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lime Music Interview: Byron

Lime interview - Music

Byron






words by

Semper - Azeez -Harris

Reporter: Semper - Azeez -Harris

Byron-‘Don’t Hate Work Harder


Byron Chadwick is the Slough emcee who brings tight rapid fire bars, complex yet catchy word play held together by a wish to say something more than lines of self-aggrandisements. 

 

Having worked with some of the names that are blowing up right now-think Emelie Sande- Byron (his actual stage name) has built a following that has garnered him comparisons to a legend of the UK scene, Mike Skinner. His mix-tape Deep Lyrics, Dirty Beats soon to go into its third instalment is a Ronseal moment because it does exactly what it states on the tin. 

 

Firstly you have avoided a stage name/moniker why?

 

I try to go against the grain in a lot of the things I do and not just for the sake of it. That is why I did not want some stylised name- also (and it might be a cliché) but hip-hop music is very true to me-some people have some crazy alter ego but I just want to be me.

 

Does it seem ironic that using your real name has made you stand out more?

 

Definitely it is ironic and speaking of ironic the whole me being from Slough thing is interesting because when I first started out really people were “like why you doing rap you from Slough?” Now that has provided me with something different in this saturated market.

 

A hard question but what else do you think distinguishes you in the saturated male emcee game?

 

I believe what people are doing whether it is with similes and metaphors-it is generally talking about being cool. I come from a completely different perspective. I am not saying that I am the best emcee I am just asking people to listen to my music and then they can come to their own opinion.

 

It must difficult in this saturated male emcee market?

 

The cream will rise to the top-I consider my contemporaries like Wretch, Devlin, Ghetts these are the people that are doing it and I respect them. In each and every step I take I am different.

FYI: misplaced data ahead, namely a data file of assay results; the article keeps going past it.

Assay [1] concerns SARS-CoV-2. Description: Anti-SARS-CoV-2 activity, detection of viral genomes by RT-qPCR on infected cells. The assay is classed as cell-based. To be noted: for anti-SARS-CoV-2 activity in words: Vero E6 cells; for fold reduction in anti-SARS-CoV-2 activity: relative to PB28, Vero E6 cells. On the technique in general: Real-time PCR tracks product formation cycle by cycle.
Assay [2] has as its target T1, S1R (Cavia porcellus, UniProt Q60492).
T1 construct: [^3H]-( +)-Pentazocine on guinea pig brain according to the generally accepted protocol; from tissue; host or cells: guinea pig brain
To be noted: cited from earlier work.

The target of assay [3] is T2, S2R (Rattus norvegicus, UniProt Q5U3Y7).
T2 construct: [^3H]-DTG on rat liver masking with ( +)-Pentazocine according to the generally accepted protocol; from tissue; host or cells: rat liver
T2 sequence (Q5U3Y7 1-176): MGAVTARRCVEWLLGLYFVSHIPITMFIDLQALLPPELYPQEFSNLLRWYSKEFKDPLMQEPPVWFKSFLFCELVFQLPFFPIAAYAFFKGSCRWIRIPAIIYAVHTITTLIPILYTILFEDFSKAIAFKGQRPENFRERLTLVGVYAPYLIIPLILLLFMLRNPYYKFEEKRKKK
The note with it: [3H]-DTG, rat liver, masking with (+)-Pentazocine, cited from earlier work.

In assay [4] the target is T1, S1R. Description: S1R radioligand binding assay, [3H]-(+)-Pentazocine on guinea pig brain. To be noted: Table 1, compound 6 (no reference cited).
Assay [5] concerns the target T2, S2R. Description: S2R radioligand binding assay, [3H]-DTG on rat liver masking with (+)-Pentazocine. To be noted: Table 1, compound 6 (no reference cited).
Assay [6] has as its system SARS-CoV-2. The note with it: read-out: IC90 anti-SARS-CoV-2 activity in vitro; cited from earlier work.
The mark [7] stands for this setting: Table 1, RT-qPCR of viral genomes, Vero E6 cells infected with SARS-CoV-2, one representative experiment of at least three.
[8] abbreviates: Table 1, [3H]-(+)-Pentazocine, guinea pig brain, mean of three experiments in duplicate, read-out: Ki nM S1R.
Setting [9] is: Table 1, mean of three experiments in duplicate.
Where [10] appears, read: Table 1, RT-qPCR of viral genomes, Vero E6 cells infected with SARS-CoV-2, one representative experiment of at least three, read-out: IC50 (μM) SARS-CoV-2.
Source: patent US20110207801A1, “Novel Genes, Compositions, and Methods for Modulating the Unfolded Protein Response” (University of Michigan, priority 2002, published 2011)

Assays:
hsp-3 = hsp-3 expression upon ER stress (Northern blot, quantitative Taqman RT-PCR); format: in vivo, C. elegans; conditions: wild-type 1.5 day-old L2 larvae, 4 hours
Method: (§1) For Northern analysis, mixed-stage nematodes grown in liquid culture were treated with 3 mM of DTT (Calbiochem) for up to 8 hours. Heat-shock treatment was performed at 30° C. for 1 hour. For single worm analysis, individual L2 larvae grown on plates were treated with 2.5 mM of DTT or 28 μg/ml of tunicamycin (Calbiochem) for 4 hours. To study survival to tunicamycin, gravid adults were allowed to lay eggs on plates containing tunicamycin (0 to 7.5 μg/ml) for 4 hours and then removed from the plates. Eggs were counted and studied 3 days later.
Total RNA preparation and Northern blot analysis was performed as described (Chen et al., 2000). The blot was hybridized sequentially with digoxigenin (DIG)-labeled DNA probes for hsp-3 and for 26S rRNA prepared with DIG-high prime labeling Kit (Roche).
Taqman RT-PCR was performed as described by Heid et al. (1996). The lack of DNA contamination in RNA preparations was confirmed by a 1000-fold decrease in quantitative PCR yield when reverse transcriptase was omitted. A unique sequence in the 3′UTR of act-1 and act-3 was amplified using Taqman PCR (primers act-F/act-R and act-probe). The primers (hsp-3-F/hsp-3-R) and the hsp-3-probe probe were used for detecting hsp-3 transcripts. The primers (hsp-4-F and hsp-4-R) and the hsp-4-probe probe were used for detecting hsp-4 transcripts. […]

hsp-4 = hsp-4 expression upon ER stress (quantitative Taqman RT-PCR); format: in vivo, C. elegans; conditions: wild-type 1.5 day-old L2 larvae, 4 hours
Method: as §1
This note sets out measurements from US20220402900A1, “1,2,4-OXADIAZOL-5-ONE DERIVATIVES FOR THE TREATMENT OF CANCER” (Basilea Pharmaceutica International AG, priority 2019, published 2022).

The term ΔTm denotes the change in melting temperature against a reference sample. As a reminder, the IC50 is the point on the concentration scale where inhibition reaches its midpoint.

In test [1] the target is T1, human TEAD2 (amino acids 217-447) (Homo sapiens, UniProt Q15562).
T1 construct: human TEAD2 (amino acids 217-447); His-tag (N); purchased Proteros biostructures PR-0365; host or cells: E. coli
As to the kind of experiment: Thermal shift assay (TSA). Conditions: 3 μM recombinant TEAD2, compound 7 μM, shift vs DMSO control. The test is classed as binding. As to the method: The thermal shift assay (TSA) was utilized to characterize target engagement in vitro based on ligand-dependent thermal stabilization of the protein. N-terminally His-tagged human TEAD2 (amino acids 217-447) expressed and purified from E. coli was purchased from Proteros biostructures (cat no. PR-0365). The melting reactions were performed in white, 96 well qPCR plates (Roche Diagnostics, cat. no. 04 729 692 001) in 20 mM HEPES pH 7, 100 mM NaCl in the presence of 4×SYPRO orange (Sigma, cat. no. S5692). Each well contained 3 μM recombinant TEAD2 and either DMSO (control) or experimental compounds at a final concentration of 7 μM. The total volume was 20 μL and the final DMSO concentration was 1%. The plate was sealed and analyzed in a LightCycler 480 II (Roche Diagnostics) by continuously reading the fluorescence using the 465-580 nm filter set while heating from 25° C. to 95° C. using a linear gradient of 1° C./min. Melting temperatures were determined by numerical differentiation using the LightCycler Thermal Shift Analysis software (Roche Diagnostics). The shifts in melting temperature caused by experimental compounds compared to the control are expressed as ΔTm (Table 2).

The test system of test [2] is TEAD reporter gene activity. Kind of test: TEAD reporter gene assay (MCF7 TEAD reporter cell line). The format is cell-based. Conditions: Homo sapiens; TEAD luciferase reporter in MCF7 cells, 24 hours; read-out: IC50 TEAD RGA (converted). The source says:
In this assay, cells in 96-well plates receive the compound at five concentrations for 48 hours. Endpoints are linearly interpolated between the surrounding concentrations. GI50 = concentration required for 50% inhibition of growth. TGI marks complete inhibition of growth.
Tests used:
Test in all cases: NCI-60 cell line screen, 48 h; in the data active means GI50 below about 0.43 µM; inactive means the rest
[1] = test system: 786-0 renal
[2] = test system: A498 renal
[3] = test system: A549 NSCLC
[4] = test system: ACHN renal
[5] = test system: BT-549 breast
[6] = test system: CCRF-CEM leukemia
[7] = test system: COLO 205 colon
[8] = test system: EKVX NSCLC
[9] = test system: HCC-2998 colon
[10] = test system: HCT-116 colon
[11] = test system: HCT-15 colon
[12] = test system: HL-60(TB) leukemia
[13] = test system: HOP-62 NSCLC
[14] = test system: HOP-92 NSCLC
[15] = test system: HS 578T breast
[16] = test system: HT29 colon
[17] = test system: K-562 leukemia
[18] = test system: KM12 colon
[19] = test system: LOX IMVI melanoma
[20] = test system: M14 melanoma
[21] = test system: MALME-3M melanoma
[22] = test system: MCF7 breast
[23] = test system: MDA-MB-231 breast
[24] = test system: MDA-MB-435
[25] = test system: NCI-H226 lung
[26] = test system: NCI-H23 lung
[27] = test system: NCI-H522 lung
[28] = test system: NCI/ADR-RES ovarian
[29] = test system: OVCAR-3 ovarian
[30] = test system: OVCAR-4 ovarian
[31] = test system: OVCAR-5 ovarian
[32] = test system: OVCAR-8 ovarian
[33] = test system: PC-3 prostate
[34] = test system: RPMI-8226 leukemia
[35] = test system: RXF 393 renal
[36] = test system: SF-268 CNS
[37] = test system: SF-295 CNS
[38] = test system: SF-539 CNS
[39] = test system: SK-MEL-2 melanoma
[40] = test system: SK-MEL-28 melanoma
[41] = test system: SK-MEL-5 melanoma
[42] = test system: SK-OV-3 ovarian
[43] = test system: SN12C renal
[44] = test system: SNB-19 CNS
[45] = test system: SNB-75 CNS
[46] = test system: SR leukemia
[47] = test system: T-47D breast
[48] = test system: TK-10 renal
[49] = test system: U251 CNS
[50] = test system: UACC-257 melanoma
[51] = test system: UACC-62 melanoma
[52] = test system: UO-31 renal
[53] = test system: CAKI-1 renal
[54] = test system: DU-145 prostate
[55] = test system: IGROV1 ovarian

You were a teacher before.

 

I used to work in private education for three and half years, I worked as a youth worker and I used to kids English and Maths after school but then my music career took off and it fell to the side. 

 

There is a third instalment of your successful mix-tape Deep Lyrics, Dirty Beats?

 

Yes definitely and I have one track with Ghetts and Dot Rotten which I earmarked for them months ago but obviously it can be difficult to get people together and there is another track which I am going to keep secret which is not as big feature wise but it has a lot of grime people featured on there because I wanted to show my talent in that area.

 

And why three instalments?

 

Initially I was going to release it as one mix-tape but I just find that people find it difficult to absorb a lot of music these days and so I just thought if I release it this way it will be easier for people.

 

Lastly why did you choose that name for the mix-tape which is due out later this year?

 

The mix-tape is me and whatever happens in my music career this is me-I am talking about issues that matter and apart from that, I love those beats that make you want to screw your face up (he laughs).

 

What would be three words that you would give as advice for those wanting to break into the industry?

 

Passion, talent and patience.



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